the Army Corps of Engineers admitted it was their design failure that
caused the levees to break it was even less. That admission occurred 6
months after Katrina struck…not one media outlet or newspaper
reported it at that time other than those in New Orleans. NOT. ONE. But
for understanding those very few who still thought they were
blown…there is a history of the levees having been blown in the 1927
flooding. Did the business folks of Fargo ever blow the levees in poor
areas in order to save downtown businesses and wealthy neighborhoods
anytime in the past century? I assume no but if they had I suspect
Fargo too would have a few folks questioning if it hadn’t happened again.
As for politicians crying…Are their hundreds of dead bodies floating
in the flood waters of Fargo? Have over 1500 residents died? The majority
of whom were elderly or disabled? Because shit like that makes people
cry and that is what was seen in NOLA. I remember a CNN reporter on Day 1
of Katrina describing the horrors in the streets and she cried …that
was Jeane Meserve, a seasoned veteran. She spoke of much including the
screams of dogs caught in the power lines being fried to death. People
don’t realize how horrible it was. I interviewed a couple who had
stayed and they talked of hearing God awful screams…they didn’t know
if it was human or animal or both. I spoke with another man who had been in NO who was
haunted by those same kind of screams. And well
that is sad and horrible and evokes tears…to people who have empathy at least
It is an ABSOLUTE falsehood that anyone ever shot at rescue workers or
helicopters…It did not happen. Repeat—that is false. Media reported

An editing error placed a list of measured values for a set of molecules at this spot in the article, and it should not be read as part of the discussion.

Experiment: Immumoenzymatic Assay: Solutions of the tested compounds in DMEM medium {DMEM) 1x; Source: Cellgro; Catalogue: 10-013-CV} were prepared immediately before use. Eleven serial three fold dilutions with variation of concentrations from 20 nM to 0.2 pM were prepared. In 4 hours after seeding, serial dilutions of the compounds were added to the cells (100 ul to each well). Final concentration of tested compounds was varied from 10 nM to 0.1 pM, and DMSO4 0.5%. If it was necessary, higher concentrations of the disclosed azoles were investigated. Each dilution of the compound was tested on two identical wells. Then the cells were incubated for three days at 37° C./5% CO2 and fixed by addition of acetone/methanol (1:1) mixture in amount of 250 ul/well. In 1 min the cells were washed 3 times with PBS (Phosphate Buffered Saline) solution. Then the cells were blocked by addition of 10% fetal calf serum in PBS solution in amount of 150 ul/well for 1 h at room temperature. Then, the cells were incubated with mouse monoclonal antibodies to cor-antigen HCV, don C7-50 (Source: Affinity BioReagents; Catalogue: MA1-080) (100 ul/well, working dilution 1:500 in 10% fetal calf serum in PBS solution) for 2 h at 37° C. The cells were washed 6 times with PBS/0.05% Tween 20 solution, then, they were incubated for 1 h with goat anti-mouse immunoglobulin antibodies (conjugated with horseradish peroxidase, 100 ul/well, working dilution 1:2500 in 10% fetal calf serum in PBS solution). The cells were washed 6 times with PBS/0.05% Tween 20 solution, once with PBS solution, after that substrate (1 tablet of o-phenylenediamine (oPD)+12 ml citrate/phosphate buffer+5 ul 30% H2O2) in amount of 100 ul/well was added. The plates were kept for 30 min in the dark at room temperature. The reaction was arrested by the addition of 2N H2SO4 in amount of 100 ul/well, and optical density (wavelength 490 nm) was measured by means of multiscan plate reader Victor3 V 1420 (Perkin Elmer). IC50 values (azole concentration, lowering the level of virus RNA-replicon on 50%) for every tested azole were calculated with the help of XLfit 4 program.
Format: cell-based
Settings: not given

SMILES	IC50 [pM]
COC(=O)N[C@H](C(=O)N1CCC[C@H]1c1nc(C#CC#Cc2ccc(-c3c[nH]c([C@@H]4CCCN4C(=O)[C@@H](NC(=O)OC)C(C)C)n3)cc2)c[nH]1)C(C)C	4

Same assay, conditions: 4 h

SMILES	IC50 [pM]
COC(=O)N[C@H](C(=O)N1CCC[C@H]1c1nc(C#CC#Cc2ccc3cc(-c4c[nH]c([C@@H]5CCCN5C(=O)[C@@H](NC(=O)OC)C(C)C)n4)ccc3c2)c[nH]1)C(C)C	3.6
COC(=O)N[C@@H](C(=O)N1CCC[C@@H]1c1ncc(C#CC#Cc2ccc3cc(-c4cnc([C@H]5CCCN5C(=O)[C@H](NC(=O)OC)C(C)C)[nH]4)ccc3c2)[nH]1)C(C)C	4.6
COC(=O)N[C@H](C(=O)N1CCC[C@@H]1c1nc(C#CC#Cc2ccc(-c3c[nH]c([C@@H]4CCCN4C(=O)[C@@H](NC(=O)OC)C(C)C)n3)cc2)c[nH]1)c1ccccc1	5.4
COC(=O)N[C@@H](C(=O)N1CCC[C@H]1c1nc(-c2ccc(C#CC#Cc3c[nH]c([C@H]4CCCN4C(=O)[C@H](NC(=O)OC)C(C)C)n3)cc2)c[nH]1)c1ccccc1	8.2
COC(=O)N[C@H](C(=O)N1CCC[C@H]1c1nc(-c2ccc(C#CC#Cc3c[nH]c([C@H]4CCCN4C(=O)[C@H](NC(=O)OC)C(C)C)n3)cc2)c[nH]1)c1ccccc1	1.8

it and it was wrong and the National Guard has
As for the federal governments involvement …Are these folks familiar
with the Stafford Act that calls for fed intervention when states are
overwhelmed by a disaster. Orleans, Plaquemines and St Bernard Parish as
well as a few others on the South LA coast were devastated or under water. I think this would
be the equivalent of about 4 or 5 counties in North Dakota. Do you have
that many counties under water? In St Bernard parish there were only 6
houses inhabitable after Katrina…just 6. The fishing communities of
that parish had been literally wiped off the map. All of which is to
say that disaster was massive in its scope and devastation…and no
state could have handled it on their own…federal help was needed and accorded by law.
The local Fish and Wildlife folks were out rescuing people immediately.
The Coast Guard as well and they were local folks who were flying over
their own flooded homes. In St. Bernard Parish anyone with a boat got
out there and plucked people off rooftops.There is a quote from Gov
Blanco …”When all the stories are told, the story is going to be
that Louisianans were saved by Louisianans.”
A final point…and believe me on this…the people of NOLA are right
now incredibly sympathetic to your plight…they Know and they’d never
judge given what they know